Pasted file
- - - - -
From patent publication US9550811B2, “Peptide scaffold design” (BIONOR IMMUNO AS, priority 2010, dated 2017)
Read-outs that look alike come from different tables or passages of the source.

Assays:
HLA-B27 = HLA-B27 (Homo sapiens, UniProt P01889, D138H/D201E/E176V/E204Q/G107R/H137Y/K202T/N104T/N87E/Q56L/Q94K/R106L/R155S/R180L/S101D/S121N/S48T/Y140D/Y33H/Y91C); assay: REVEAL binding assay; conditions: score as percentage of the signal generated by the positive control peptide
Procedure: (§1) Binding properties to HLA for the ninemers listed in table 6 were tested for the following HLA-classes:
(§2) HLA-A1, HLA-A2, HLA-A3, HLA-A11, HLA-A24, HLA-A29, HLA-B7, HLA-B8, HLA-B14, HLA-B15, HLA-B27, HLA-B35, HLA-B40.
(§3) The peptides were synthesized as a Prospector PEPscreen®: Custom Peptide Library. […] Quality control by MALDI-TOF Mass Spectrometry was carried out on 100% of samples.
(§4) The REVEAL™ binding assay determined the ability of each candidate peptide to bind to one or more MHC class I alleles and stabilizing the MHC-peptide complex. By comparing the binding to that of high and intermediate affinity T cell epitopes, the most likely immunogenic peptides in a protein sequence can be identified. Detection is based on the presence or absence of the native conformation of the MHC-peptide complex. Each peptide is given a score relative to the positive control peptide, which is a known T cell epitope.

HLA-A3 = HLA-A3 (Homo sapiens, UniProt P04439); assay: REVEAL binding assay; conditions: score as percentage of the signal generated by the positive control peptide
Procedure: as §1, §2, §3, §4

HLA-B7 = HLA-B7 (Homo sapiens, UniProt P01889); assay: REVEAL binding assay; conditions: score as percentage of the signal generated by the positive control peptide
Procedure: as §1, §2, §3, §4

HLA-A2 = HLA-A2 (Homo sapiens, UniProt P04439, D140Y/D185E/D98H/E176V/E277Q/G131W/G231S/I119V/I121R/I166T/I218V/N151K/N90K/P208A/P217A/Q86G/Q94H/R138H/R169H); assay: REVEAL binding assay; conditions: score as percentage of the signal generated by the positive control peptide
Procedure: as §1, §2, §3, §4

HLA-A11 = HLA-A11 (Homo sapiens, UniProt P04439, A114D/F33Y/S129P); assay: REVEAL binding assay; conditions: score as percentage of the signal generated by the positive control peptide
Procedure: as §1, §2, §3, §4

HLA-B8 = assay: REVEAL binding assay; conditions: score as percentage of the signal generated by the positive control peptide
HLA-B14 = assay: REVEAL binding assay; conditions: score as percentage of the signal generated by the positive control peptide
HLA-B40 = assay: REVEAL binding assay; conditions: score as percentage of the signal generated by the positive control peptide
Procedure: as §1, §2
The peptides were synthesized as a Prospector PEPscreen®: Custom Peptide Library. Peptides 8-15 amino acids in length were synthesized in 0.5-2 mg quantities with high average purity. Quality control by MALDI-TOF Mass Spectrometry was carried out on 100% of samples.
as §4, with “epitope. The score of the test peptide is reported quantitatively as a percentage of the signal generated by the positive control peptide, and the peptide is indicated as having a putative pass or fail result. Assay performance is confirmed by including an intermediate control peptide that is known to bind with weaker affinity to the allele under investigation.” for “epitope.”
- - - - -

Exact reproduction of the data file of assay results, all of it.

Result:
From patent publication US9550811B2, “Peptide scaffold design” (BIONOR IMMUNO AS, priority 2010, dated 2017)
Read-outs that look alike come from different tables or passages of the source.

Assays:
HLA-B27 = HLA-B27 (Homo sapiens, UniProt P01889, D138H/D201E/E176V/E204Q/G107R/H137Y/K202T/N104T/N87E/Q56L/Q94K/R106L/R155S/R180L/S101D/S121N/S48T/Y140D/Y33H/Y91C); assay: REVEAL binding assay; conditions: score as percentage of the signal generated by the positive control peptide
Procedure: (§1) Binding properties to HLA for the ninemers listed in table 6 were tested for the following HLA-classes:
(§2) HLA-A1, HLA-A2, HLA-A3, HLA-A11, HLA-A24, HLA-A29, HLA-B7, HLA-B8, HLA-B14, HLA-B15, HLA-B27, HLA-B35, HLA-B40.
(§3) The peptides were synthesized as a Prospector PEPscreen®: Custom Peptide Library. […] Quality control by MALDI-TOF Mass Spectrometry was carried out on 100% of samples.
(§4) The REVEAL™ binding assay determined the ability of each candidate peptide to bind to one or more MHC class I alleles and stabilizing the MHC-peptide complex. By comparing the binding to that of high and intermediate affinity T cell epitopes, the most likely immunogenic peptides in a protein sequence can be identified. Detection is based on the presence or absence of the native conformation of the MHC-peptide complex. Each peptide is given a score relative to the positive control peptide, which is a known T cell epitope.

HLA-A3 = HLA-A3 (Homo sapiens, UniProt P04439); assay: REVEAL binding assay; conditions: score as percentage of the signal generated by the positive control peptide
Procedure: as §1, §2, §3, §4

HLA-B7 = HLA-B7 (Homo sapiens, UniProt P01889); assay: REVEAL binding assay; conditions: score as percentage of the signal generated by the positive control peptide
Procedure: as §1, §2, §3, §4

HLA-A2 = HLA-A2 (Homo sapiens, UniProt P04439, D140Y/D185E/D98H/E176V/E277Q/G131W/G231S/I119V/I121R/I166T/I218V/N151K/N90K/P208A/P217A/Q86G/Q94H/R138H/R169H); assay: REVEAL binding assay; conditions: score as percentage of the signal generated by the positive control peptide
Procedure: as §1, §2, §3, §4

HLA-A11 = HLA-A11 (Homo sapiens, UniProt P04439, A114D/F33Y/S129P); assay: REVEAL binding assay; conditions: score as percentage of the signal generated by the positive control peptide
Procedure: as §1, §2, §3, §4

HLA-B8 = assay: REVEAL binding assay; conditions: score as percentage of the signal generated by the positive control peptide
HLA-B14 = assay: REVEAL binding assay; conditions: score as percentage of the signal generated by the positive control peptide
HLA-B40 = assay: REVEAL binding assay; conditions: score as percentage of the signal generated by the positive control peptide
Procedure: as §1, §2
The peptides were synthesized as a Prospector PEPscreen®: Custom Peptide Library. Peptides 8-15 amino acids in length were synthesized in 0.5-2 mg quantities with high average purity. Quality control by MALDI-TOF Mass Spectrometry was carried out on 100% of samples.
as §4, with “epitope. The score of the test peptide is reported quantitatively as a percentage of the signal generated by the positive control peptide, and the peptide is indicated as having a putative pass or fail result. Assay performance is confirmed by including an intermediate control peptide that is known to bind with weaker affinity to the allele under investigation.” for “epitope.”